33. Extended school year services means special education and related services that are provided to a child with a disability beyond the normal school year of the public agency in accordance with the child’s IEP and at no cost to the parents of the child and meet the standards of the state educational agency. (34 C.F.R. § 300.106 (b)(1) & (2) (2006).) Extended school year services must be provided only if a child’s IEP team determines, on an individual basis, that the services are necessary for the provision of FAPE to the child. (34 C.F.R. § 300.106 (a)(2) (2006); Ed. Code, § 56345, subd. (b)(3).) In implementing ESY, the district may not limit ESY to particular categories of disability or unilaterally limit the type, amount, or duration of the services. (34 C.F.R. § 300.106 (a)(3) (2006).)
34. A parent is entitled to obtain an Independent Educational Evaluation (IEE) of a child. (20. U.S. C. § 1415(b) (1).) An IEE is an evaluation conducted by a qualified examiner not employed by the school district responsible for the child’s education. (34 C.F.R. § 300.502(b) (1); Ed. Code § 56329, subd. (b).) When a parent disagrees with an assessment by the educational agency, the parent has the right to an IEE from qualified specialists at public expense unless the educational agency is able to demonstrate at a due process hearing that its assessment was appropriate. (Ed. Code, §§ 56329, subds. (b) & (c), 56506, subd. (c); 34 C.F.R. § 300.502.)
35. District may have been able to provide Student with a FAPE at a public school had it endeavored to do so. However, when District determined that Student did not meet eligibility requirements, it offered Student only a general education placement without support, modifications or accommodations. Parents were then faced with either accepting the general education placement that they had good reason to believe would not be appropriate for Student or locating a suitable placement outside of the public school system. Parents chose to maintain Student’s enrollment in Summit View, a nonpublic school for students with learning challenges where he had attended ESY 2008. The placement is appropriate and Student is receiving an academic benefit. The IEP team must prepare an IEP for Student and may evaluate placement options for Student. (Findings of Fact 2-48 and Legal Conclusion 32.)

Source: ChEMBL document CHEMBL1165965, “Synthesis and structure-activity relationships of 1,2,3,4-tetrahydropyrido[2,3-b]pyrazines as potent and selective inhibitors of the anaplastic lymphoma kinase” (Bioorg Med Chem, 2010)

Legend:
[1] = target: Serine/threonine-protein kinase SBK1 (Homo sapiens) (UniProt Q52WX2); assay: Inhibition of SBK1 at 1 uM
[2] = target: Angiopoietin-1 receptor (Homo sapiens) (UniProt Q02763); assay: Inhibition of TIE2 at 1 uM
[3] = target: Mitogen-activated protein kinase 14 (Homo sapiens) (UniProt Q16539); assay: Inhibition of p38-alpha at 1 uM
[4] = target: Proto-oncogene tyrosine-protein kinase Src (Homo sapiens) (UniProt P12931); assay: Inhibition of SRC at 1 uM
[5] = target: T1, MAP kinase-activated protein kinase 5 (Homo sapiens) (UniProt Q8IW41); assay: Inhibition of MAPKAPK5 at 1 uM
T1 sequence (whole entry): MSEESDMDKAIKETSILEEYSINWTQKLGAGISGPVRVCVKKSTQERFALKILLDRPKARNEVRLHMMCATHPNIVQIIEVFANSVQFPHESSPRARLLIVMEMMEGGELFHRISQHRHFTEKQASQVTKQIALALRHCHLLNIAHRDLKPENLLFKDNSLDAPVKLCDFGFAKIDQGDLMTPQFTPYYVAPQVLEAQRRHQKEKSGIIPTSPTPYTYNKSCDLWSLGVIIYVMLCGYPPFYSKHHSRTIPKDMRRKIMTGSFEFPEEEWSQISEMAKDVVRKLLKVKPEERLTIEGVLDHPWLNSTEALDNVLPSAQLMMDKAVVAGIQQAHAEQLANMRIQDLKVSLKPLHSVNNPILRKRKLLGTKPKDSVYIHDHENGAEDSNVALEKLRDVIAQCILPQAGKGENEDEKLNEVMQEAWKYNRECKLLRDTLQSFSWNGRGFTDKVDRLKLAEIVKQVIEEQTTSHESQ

36. Although Student requested that District reimburse parents for ESY 2008 tuition as a form of compensatory education, the evidence presented did not support or establish a need for ESY 2008. The evidence was merely that Student attended. Accordingly, reimbursement for ESY 2008 tuition is not awarded. (Finding of Fact 46 and Legal Conclusion 34.)
37. Student seeks reimbursement for the IEE performed by Van Rooyen in January of 2007. Parents did not request an assessment by District until March 30, 2007, two months after the Van Rooyen assessment had been completed. The District was not afforded the opportunity to assess Student before Parents obtained the IEE by Van Rooyen. Accordingly, the Van Rooyen assessment was not obtained in response to a disagreement with a District assessment and the District is not obligated to reimburse Student for the Van Rooyen assessment. (Findings of Fact 8 and 12 and Legal Conclusion 34.)
1. District is ordered to reimburse Parents for base tuition in the amount of $27,000 for Summit View School for the 2007-2008 school year.
2. District is ordered to reimburse Parents for the amount of base tuition paid to Summit View School for the 2008-2009 school year from the commencement of the school year through December 31, 2008.
3. Within 60 days of this order, District shall convene an IEP team meeting to prepare an IEP for Student.
4. All other requests for relief are denied.
Pursuant to California Education Code section 56507, subdivision (d), the hearing decision must indicate the extent to which each party has prevailed on each issue heard and decided. The District prevailed on issues 1, 2 and 3. The Student prevailed on issues 4, 5, 6 and 7.
RIGHT TO APPEAL THIS DECISION
The parties to this case have the right to appeal this Decision to a court of competent jurisdiction. If an appeal is made, it must be made within ninety days of receipt of this decision. (Ed. Code § 56505, subd. (k).)
October 21, 2008
GLYNDA B. GOMEZ
Administrative Law Judge
Office of Administrative Hearings